Then the Eternal Spirit opened to him those terrible scriptures which show Gethsemane and Calvary, till all his paltry “buts” were shriveled as withered leaves in the fire. And he saw him whom he followed as he set his face like a flint; and he was utterly confounded and ashamed.

    O Lord, why? Why didst thou make flesh like a field threaded all over with roads and lanes where burning feet continually do pass? Men, women, children, beasts, birds, and some of the water-creatures – why, knowing what was to be, didst thou make them so? And the spirit of man, tuned like a delicate stringed instrument to the lightest touch, why, when it was to be smitten as by red-hot rods, didst thou make it so? Why build the house of life with every door set open to the devouring flame? …

    What, then, is the answer? I do not know. I believe that it is one of the secret things of the Lord, which will not be opened to us till we see him who endured the cross, see the scars in his hands and feet and side, see him, our beloved, face to face. I believe that in that revelation of love, which is far past our understanding now, we shall “understand even as all along we have been understood” (1 Cor. 13:12).

    “No one yet did anything worth doing without finding, sooner or later, that words buzzed about him (or her) in a most distressing way.”

    And till then? What does a child do whose mother or father allows something to be done which it cannot understand? There is only one way of peace. It is the child’s way. The loving child trusts. …

    There is only one place where we can receive, not an answer to our question, but peace – that place is Calvary. An hour at the foot of the cross steadies the soul as nothing else can. “O Christ beloved, thy Calvary stills all our questions.”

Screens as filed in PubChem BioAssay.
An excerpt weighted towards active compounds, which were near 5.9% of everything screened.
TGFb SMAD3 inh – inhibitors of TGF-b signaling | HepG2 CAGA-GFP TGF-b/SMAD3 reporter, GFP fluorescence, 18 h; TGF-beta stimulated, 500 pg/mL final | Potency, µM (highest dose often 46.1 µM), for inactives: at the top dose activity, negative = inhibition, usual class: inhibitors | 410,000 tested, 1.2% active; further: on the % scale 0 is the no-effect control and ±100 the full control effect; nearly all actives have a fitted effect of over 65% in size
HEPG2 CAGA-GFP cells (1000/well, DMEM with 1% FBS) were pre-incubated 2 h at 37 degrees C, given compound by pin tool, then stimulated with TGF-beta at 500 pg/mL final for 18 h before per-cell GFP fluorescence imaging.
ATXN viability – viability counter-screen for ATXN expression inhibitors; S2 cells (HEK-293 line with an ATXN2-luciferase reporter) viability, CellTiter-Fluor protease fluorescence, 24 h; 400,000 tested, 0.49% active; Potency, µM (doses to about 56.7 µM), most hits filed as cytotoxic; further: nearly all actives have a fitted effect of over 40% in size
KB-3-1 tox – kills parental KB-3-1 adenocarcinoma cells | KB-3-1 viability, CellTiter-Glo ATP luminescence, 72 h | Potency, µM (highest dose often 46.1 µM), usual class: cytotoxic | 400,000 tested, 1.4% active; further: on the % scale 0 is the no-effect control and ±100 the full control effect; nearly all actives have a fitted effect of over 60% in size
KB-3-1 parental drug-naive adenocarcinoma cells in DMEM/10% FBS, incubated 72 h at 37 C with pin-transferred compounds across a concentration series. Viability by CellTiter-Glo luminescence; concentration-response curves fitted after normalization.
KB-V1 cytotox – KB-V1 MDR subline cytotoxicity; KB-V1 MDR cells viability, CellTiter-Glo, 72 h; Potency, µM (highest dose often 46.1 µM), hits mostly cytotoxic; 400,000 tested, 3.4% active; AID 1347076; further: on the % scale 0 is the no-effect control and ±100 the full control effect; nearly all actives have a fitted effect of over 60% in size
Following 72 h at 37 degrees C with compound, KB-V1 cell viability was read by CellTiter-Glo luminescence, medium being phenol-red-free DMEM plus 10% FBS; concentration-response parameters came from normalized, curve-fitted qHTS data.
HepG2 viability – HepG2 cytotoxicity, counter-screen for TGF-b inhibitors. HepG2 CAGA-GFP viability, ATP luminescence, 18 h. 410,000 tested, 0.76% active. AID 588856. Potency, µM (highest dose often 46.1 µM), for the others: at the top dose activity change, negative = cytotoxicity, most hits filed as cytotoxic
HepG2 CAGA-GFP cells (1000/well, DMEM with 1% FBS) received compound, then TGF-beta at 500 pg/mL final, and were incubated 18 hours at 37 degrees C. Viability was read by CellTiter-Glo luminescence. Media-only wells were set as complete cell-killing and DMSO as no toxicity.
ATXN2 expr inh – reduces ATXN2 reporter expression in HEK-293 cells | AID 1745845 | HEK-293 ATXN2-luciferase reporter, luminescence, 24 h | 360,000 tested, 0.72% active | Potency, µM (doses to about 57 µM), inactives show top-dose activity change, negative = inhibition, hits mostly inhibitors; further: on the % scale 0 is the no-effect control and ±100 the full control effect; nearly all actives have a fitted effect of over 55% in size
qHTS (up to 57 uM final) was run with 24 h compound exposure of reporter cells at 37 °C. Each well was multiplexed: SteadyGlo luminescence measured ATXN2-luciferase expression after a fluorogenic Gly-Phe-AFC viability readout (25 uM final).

It is for God to choose how he will heal. Our part is to cooperate, to set the forces of the will toward health, and to refuse to be dominated by the feeling of illness, depression, selfishness, weariness. If that be done, the prayer of faith is answered. The sick one is made sound so that he himself is well. (We are not our bodies.)

    One day, deep in the forest, we came upon a rock in midstream scooped by the backwash of immemorial waters to a hollow like the palm of a man’s hand. Over this rock fell a crystal sheet of water, and through that moving clearness we saw maidenhair fern growing in lovely profusion in the hollow of the hand. It was not the place where we should have planted a fern; at any moment it might have been tossed, a piteous, crumpled mass, down the shouting river – this is how it seemed to us. But it was safe. The falls flowed over it, not on it. And it was blessed. When the fern on the bank shriveled in heat, it was green, for it was watered all the year long by dust of spray. So does our wonderful God turn that which had seemed to be a perpetual threat to a perpetual benediction. Is there anything to fear with such a God?

    Contributed By AmyCarmichael Amy Carmichael

    Amy Carmichael, a Christian missionary to India, spent fifty-five years being a mother to hundreds of orphaned children and writing books on discipleship.